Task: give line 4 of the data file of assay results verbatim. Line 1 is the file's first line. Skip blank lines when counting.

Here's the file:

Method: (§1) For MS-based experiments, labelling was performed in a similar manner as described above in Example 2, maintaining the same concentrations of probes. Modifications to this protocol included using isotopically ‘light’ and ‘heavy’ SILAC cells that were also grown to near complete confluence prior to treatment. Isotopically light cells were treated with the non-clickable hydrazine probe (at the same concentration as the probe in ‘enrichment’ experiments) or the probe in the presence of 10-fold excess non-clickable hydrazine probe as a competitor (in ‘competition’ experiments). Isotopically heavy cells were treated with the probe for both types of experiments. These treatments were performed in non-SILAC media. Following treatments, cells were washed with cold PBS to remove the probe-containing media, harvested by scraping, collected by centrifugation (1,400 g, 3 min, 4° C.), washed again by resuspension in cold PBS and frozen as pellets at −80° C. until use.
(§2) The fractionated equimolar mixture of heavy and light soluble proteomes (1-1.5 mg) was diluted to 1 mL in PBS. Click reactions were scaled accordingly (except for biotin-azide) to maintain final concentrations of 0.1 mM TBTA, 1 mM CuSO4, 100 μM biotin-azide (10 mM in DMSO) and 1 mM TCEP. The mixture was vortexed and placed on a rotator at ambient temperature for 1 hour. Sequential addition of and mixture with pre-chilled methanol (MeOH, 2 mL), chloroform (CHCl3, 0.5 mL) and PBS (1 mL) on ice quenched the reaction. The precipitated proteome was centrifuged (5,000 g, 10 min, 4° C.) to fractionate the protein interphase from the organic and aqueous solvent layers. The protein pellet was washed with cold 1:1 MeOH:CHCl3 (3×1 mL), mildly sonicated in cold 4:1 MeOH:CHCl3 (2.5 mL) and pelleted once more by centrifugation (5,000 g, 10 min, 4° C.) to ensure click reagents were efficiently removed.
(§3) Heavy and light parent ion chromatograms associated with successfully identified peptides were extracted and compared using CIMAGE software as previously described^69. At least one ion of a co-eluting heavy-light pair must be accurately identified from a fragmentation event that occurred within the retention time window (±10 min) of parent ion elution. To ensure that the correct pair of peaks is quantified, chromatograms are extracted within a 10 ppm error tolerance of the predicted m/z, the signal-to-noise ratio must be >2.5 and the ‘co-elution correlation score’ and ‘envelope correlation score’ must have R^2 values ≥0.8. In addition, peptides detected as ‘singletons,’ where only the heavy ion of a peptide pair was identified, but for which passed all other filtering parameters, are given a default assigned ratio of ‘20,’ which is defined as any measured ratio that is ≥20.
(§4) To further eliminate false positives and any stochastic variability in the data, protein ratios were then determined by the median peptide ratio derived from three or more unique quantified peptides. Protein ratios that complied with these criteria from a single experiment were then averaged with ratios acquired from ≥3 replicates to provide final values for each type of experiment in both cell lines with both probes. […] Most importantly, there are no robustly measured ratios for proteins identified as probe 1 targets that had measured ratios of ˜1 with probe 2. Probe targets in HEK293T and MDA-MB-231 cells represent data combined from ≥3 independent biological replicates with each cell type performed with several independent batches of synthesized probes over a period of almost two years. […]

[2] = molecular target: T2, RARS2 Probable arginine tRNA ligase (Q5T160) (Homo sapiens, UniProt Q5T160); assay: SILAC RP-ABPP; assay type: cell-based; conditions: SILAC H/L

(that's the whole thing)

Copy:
(§4) To further eliminate false positives and any stochastic variability in the data, protein ratios were then determined by the median peptide ratio derived from three or more unique quantified peptides. Protein ratios that complied with these criteria from a single experiment were then averaged with ratios acquired from ≥3 replicates to provide final values for each type of experiment in both cell lines with both probes. […] Most importantly, there are no robustly measured ratios for proteins identified as probe 1 targets that had measured ratios of ˜1 with probe 2. Probe targets in HEK293T and MDA-MB-231 cells represent data combined from ≥3 independent biological replicates with each cell type performed with several independent batches of synthesized probes over a period of almost two years. […]